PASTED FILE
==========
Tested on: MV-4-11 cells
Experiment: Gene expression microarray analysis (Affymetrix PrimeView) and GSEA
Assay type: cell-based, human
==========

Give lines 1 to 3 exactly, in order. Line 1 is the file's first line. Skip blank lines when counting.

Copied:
Tested on: MV-4-11 cells
Experiment: Gene expression microarray analysis (Affymetrix PrimeView) and GSEA
Assay type: cell-based, human